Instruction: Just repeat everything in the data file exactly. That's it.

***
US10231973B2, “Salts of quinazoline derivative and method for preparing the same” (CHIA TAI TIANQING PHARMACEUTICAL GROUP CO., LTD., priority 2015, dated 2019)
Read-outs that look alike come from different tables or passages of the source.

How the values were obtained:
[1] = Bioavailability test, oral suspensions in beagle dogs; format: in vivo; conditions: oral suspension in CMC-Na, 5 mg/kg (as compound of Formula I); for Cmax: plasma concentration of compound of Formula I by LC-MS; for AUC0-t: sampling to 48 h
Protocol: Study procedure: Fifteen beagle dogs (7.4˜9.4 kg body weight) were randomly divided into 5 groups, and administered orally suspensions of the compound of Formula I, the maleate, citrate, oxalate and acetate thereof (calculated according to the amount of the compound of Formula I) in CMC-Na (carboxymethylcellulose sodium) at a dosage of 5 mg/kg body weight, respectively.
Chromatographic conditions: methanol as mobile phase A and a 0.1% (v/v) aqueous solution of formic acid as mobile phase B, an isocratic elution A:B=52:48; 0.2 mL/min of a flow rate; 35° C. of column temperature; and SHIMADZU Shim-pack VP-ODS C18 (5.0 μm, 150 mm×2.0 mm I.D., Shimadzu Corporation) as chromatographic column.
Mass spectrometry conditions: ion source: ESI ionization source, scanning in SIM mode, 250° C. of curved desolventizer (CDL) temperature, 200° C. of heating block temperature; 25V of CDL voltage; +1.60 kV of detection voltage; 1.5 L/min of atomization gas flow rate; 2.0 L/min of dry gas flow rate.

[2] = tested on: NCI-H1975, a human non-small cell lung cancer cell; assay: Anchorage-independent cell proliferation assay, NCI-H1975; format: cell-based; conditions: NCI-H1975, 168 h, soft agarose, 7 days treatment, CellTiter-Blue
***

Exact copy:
US10231973B2, “Salts of quinazoline derivative and method for preparing the same” (CHIA TAI TIANQING PHARMACEUTICAL GROUP CO., LTD., priority 2015, dated 2019)
Read-outs that look alike come from different tables or passages of the source.

How the values were obtained:
[1] = Bioavailability test, oral suspensions in beagle dogs; format: in vivo; conditions: oral suspension in CMC-Na, 5 mg/kg (as compound of Formula I); for Cmax: plasma concentration of compound of Formula I by LC-MS; for AUC0-t: sampling to 48 h
Protocol: Study procedure: Fifteen beagle dogs (7.4˜9.4 kg body weight) were randomly divided into 5 groups, and administered orally suspensions of the compound of Formula I, the maleate, citrate, oxalate and acetate thereof (calculated according to the amount of the compound of Formula I) in CMC-Na (carboxymethylcellulose sodium) at a dosage of 5 mg/kg body weight, respectively.
Chromatographic conditions: methanol as mobile phase A and a 0.1% (v/v) aqueous solution of formic acid as mobile phase B, an isocratic elution A:B=52:48; 0.2 mL/min of a flow rate; 35° C. of column temperature; and SHIMADZU Shim-pack VP-ODS C18 (5.0 μm, 150 mm×2.0 mm I.D., Shimadzu Corporation) as chromatographic column.
Mass spectrometry conditions: ion source: ESI ionization source, scanning in SIM mode, 250° C. of curved desolventizer (CDL) temperature, 200° C. of heating block temperature; 25V of CDL voltage; +1.60 kV of detection voltage; 1.5 L/min of atomization gas flow rate; 2.0 L/min of dry gas flow rate.

[2] = tested on: NCI-H1975, a human non-small cell lung cancer cell; assay: Anchorage-independent cell proliferation assay, NCI-H1975; format: cell-based; conditions: NCI-H1975, 168 h, soft agarose, 7 days treatment, CellTiter-Blue